Spirit of Forgotten Forests
A project in collaboration with Asuka Kohno
Kyoto was built on the strength of a very intimate relationship between the human realm and the nature which cradles it. From that relationship, an appreciation of landscapes and their changing character grew to become an integral part of the rituals of daily life (a folklore of spirits, hidden in light and obscurity, in the movement or stillness of plants and water, of soils and stones.)
Long ago, the site of this project was a forest, but today it is nothing more than an isolated patch of greenery, disconnected from its traditional presence in daily life by tall hedges; but take a peek behind the hedges and you’ll find a forest with its own story to tell.
Besides the formal pathways, sidewalks and parking lots that have become the spaces of daily life, we find a small patch of forest yearning to be rediscovered. We enter and find three distinct landscapes, each with its own character, its own spirit. To communicate with these landscapes we insert a small temporary structure inspired by that landscape, a lantern-like device to capture and amplify its unique qualities. These structures invite us to dwell within a forgotten forest, to observe its beauty, and immerse ourselves in its stories with all of our senses. In addition to existing hedges, we designed simple earth walls, benches and plantings that guide people's gaze and movement towards discovering the three different spirits of the site. The sequence through the site is designed to engage visitors in a playful game of hide-and-seek with each of the three landscapes.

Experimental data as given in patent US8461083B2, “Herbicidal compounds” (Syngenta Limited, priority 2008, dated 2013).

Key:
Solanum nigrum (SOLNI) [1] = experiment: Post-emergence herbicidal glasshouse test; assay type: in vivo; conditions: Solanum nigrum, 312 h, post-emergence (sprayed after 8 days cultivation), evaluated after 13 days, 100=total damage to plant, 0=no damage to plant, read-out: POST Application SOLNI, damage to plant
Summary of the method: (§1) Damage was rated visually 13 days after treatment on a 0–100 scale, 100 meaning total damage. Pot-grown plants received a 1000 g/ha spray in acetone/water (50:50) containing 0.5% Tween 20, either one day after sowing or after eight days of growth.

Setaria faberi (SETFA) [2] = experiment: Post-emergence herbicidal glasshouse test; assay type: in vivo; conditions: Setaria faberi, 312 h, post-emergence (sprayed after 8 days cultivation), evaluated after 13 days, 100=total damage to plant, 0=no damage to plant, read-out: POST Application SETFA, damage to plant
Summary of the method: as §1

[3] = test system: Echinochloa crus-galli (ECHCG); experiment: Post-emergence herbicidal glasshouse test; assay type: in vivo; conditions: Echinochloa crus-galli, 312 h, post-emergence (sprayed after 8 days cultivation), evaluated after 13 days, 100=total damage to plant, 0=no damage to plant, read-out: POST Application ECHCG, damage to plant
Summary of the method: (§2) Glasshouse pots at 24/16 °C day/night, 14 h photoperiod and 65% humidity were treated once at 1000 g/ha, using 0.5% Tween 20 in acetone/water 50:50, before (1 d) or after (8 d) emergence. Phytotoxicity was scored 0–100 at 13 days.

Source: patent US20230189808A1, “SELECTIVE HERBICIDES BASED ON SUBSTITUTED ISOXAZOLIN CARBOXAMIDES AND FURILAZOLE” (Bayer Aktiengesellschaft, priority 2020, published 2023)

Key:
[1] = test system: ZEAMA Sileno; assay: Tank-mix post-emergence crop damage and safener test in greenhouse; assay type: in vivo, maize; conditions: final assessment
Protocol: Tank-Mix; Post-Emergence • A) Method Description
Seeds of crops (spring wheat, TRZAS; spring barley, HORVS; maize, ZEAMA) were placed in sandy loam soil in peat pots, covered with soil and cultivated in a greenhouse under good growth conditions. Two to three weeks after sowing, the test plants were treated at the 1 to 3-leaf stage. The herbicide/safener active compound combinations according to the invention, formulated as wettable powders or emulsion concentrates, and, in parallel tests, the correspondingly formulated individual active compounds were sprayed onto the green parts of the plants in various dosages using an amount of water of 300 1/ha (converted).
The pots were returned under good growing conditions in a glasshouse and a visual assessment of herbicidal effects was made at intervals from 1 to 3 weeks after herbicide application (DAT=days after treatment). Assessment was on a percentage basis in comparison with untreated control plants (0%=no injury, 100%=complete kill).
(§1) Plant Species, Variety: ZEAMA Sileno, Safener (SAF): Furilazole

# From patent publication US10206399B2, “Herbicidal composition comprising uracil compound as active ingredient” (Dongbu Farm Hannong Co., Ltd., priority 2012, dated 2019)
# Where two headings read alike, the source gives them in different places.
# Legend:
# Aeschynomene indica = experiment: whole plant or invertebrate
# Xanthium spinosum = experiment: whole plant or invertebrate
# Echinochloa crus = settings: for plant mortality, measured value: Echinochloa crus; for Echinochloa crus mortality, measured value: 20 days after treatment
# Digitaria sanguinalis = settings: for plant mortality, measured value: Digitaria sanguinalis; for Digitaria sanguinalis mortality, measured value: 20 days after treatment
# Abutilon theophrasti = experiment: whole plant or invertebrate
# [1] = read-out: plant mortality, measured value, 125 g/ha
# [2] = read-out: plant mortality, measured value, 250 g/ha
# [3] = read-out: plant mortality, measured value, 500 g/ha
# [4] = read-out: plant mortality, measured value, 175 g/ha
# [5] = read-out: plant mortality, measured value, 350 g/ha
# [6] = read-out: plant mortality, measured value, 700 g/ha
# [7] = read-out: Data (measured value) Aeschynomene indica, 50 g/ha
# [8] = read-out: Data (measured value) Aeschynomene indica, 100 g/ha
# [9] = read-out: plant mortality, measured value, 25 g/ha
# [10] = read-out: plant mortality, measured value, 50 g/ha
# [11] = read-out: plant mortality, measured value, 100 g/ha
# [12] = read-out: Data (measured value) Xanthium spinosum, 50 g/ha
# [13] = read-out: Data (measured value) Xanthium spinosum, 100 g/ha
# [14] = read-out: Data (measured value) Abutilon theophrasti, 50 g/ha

Three spirits of the site:
A. 温糺室 / A warm room
Under a dense coniferous forest canopy, warm waterways course through herbaceous plants; within this soft and humid space, one feels cocooned within the warmth of the local ancestral forests that once occupied the site.
B. 木漏れ日 / Sunlight and shadows
Further into the site, the shadows of barren deciduous trees sway in the wind. Within the shoji-like enclosure, visitors find a place where they can enjoy the theatrical performance created by the winter forest.
C. 巣床 / Burrow / Nest bed
Furthest along the path, animals look for places to nest and burrow. Visitors are invited to lower their point of view, hiding themselves close to the ground in a sheltered place where one can see without being seen, and experience a rarely seen side of the forest.